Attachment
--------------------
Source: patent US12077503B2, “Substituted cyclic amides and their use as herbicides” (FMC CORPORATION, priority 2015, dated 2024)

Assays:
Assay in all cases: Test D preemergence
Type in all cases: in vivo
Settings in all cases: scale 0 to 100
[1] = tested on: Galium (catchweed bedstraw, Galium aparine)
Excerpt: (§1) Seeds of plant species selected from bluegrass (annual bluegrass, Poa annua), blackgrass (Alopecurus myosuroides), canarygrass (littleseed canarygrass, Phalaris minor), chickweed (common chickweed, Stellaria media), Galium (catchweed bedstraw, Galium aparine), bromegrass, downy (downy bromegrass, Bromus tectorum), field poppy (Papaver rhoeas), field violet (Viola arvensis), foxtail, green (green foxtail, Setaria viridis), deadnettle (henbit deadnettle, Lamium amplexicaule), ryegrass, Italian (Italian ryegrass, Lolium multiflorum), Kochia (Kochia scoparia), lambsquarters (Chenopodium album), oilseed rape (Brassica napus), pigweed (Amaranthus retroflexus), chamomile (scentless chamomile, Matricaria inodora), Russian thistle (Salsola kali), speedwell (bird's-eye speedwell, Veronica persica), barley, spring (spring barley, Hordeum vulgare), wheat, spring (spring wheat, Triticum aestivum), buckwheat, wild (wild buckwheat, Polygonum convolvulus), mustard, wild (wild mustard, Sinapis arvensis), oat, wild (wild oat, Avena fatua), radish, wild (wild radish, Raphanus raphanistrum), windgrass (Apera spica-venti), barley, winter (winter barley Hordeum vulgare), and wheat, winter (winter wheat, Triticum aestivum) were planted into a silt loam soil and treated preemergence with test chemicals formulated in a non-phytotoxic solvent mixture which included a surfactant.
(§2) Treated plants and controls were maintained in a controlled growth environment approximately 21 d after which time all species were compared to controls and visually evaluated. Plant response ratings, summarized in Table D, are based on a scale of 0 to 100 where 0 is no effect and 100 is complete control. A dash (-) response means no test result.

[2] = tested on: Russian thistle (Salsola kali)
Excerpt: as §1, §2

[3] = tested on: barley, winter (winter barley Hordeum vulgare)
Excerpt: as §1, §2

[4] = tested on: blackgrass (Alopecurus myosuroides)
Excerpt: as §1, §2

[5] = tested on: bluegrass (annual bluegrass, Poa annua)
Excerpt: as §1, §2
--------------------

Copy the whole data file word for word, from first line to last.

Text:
Source: patent US12077503B2, “Substituted cyclic amides and their use as herbicides” (FMC CORPORATION, priority 2015, dated 2024)

Assays:
Assay in all cases: Test D preemergence
Type in all cases: in vivo
Settings in all cases: scale 0 to 100
[1] = tested on: Galium (catchweed bedstraw, Galium aparine)
Excerpt: (§1) Seeds of plant species selected from bluegrass (annual bluegrass, Poa annua), blackgrass (Alopecurus myosuroides), canarygrass (littleseed canarygrass, Phalaris minor), chickweed (common chickweed, Stellaria media), Galium (catchweed bedstraw, Galium aparine), bromegrass, downy (downy bromegrass, Bromus tectorum), field poppy (Papaver rhoeas), field violet (Viola arvensis), foxtail, green (green foxtail, Setaria viridis), deadnettle (henbit deadnettle, Lamium amplexicaule), ryegrass, Italian (Italian ryegrass, Lolium multiflorum), Kochia (Kochia scoparia), lambsquarters (Chenopodium album), oilseed rape (Brassica napus), pigweed (Amaranthus retroflexus), chamomile (scentless chamomile, Matricaria inodora), Russian thistle (Salsola kali), speedwell (bird's-eye speedwell, Veronica persica), barley, spring (spring barley, Hordeum vulgare), wheat, spring (spring wheat, Triticum aestivum), buckwheat, wild (wild buckwheat, Polygonum convolvulus), mustard, wild (wild mustard, Sinapis arvensis), oat, wild (wild oat, Avena fatua), radish, wild (wild radish, Raphanus raphanistrum), windgrass (Apera spica-venti), barley, winter (winter barley Hordeum vulgare), and wheat, winter (winter wheat, Triticum aestivum) were planted into a silt loam soil and treated preemergence with test chemicals formulated in a non-phytotoxic solvent mixture which included a surfactant.
(§2) Treated plants and controls were maintained in a controlled growth environment approximately 21 d after which time all species were compared to controls and visually evaluated. Plant response ratings, summarized in Table D, are based on a scale of 0 to 100 where 0 is no effect and 100 is complete control. A dash (-) response means no test result.

[2] = tested on: Russian thistle (Salsola kali)
Excerpt: as §1, §2

[3] = tested on: barley, winter (winter barley Hordeum vulgare)
Excerpt: as §1, §2

[4] = tested on: blackgrass (Alopecurus myosuroides)
Excerpt: as §1, §2

[5] = tested on: bluegrass (annual bluegrass, Poa annua)
Excerpt: as §1, §2